Wan may try to go back to providing services and loans to VIP gamblers, who bet as much as the legal limit of 250,000 patacas a hand.

    Maggie Ma, a spokeswoman for Melco Crown and Janet Wong, a spokeswoman for SJM, didn’t return phone calls or e-mails to comment ahead of today’s release.

    “Wan Kuok-Koi( Broken Tooth) is yesterday’s man,” said Vickers, who runs Steve Vickers and Associates, a Hong Kong-based risk consultant. “Whilst he remains connected with his previous gang members, there is just no room for the ‘wild bunch’ in Macau anymore.”

  • Report this Comment On February 07, 2013, at 4:16 AM, 10HighSigns wrote:

    Can't Motley Fool find better people? Travis

    would do better in the fashion industry with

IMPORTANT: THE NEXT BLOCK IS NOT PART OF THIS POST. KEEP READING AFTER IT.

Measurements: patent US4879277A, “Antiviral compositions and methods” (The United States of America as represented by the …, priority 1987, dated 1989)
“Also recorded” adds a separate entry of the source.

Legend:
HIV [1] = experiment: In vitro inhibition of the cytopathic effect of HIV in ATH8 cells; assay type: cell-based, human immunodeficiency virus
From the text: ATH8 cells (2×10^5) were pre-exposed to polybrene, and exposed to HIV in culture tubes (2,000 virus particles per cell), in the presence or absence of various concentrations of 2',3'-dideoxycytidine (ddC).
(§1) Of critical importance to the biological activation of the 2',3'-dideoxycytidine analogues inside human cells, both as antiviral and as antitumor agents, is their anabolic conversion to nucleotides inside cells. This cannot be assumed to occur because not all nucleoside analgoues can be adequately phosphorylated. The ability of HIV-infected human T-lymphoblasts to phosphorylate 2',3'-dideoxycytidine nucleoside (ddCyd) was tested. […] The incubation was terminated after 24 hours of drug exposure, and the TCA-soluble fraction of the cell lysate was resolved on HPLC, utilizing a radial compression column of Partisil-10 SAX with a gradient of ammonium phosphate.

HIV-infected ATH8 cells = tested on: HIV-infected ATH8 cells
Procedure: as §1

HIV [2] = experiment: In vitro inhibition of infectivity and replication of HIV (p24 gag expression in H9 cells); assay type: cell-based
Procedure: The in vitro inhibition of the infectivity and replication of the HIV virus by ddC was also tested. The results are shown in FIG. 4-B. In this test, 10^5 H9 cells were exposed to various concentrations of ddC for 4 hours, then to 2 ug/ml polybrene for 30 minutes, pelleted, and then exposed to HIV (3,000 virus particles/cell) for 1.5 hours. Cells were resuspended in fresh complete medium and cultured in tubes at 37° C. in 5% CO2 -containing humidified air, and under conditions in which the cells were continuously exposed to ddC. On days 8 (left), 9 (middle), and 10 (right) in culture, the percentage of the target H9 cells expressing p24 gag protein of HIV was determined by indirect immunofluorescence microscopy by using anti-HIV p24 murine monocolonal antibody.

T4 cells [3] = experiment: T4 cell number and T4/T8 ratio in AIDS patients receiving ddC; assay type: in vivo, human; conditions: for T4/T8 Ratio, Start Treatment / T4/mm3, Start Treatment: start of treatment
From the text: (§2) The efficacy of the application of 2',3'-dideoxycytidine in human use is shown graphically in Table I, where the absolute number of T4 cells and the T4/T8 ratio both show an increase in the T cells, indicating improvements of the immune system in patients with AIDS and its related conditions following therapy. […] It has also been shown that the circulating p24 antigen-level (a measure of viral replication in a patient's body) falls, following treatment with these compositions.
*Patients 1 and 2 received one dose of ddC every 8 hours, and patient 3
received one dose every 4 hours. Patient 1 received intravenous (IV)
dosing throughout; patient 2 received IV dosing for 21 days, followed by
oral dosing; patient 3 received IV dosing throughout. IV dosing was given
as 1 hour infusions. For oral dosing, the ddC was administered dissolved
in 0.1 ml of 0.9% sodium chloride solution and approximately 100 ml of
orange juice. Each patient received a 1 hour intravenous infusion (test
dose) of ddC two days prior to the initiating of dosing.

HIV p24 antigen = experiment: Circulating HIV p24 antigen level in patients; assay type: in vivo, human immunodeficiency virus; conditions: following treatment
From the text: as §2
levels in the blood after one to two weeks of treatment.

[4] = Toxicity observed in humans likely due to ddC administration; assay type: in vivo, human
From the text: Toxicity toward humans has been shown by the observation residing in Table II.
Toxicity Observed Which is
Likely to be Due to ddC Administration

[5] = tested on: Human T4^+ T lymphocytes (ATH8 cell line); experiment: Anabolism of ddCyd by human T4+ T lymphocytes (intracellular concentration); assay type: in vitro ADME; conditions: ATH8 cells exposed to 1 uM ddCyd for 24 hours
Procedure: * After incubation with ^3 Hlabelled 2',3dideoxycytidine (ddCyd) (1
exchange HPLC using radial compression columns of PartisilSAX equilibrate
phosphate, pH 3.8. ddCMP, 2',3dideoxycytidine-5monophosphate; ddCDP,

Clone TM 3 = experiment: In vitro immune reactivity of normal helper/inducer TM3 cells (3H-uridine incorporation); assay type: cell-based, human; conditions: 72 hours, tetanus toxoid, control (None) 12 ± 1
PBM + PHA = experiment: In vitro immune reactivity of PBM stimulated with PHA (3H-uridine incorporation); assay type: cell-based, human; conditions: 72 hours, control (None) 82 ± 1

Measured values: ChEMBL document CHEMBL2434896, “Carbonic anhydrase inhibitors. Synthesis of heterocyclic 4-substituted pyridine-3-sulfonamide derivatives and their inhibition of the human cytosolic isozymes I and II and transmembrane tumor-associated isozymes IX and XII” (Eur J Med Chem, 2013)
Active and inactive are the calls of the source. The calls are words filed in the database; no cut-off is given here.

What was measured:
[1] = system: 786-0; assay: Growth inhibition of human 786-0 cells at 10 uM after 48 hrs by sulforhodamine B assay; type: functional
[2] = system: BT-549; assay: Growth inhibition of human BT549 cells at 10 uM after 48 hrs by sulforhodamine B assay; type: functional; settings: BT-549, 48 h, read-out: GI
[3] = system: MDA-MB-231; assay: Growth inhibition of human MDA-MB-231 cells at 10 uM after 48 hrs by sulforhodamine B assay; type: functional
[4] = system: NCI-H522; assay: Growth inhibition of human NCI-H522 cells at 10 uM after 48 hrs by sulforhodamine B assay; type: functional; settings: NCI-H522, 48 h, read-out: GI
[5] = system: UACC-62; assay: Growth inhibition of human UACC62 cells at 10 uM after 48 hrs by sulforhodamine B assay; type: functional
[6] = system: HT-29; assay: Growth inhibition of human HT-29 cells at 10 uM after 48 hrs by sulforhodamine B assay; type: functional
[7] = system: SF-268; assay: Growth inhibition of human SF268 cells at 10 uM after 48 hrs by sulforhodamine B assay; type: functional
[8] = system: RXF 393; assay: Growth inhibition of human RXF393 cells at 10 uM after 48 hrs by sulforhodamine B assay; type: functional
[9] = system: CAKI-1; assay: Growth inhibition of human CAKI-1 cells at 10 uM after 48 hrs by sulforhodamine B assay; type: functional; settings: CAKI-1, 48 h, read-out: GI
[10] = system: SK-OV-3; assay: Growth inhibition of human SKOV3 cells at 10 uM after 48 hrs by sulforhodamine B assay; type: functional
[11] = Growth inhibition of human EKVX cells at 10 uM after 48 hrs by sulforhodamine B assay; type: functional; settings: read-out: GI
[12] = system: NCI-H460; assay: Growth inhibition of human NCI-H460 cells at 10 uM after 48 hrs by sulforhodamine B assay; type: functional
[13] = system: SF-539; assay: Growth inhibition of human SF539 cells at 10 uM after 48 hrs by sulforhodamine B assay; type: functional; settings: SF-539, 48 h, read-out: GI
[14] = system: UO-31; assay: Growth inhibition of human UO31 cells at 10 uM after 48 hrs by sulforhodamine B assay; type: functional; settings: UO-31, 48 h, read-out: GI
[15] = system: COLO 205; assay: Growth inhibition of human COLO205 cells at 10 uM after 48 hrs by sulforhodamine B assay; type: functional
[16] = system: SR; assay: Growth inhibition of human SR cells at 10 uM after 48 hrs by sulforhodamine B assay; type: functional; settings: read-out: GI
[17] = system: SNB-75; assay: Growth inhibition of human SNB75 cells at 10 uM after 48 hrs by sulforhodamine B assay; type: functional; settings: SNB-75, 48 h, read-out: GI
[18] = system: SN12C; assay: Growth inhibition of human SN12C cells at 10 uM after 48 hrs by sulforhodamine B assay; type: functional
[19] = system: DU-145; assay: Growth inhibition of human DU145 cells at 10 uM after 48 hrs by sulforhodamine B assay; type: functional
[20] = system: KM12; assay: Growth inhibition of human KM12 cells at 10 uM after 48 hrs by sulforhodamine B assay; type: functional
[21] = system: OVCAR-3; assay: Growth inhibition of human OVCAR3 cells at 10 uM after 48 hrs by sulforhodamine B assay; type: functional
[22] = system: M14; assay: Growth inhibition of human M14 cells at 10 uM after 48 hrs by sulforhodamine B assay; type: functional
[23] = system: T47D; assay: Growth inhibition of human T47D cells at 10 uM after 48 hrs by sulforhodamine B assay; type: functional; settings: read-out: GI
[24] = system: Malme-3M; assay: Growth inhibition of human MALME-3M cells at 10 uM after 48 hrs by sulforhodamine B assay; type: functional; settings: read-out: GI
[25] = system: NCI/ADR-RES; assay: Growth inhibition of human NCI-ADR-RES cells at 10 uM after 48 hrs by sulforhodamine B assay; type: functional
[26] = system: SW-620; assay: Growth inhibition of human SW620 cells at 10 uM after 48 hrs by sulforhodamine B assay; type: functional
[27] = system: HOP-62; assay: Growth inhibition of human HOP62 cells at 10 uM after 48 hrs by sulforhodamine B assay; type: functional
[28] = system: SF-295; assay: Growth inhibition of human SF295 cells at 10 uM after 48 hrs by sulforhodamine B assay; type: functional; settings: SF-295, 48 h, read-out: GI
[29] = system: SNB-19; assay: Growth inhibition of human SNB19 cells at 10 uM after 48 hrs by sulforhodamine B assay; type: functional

new ideas about women's dresses. He does

    not listen to the conference call for Melco

    and therefore makes stupid comments that

    are incorrect and not even hearsay. This

    guy is in the wrong profession.

  • Report this Comment On February 07, 2013, at 11:15 AM, berg80 wrote:
  • Report this Comment On February 07, 2013, at 12:24 PM, Goldenpattern888 wrote:

    Hey look, another article from the dummy. MF really needs to cut this guy off. He is 100% fool and 0% motley. Never been to Macao, no clue what he is talking about, never checks facts.

    Travis, here is a challenge - show 1 fact from your article that you verified on your own. An email, a phone record, anything!

    We all know what the result is - you copied and pasted from another article which was poorly written and researched as yours.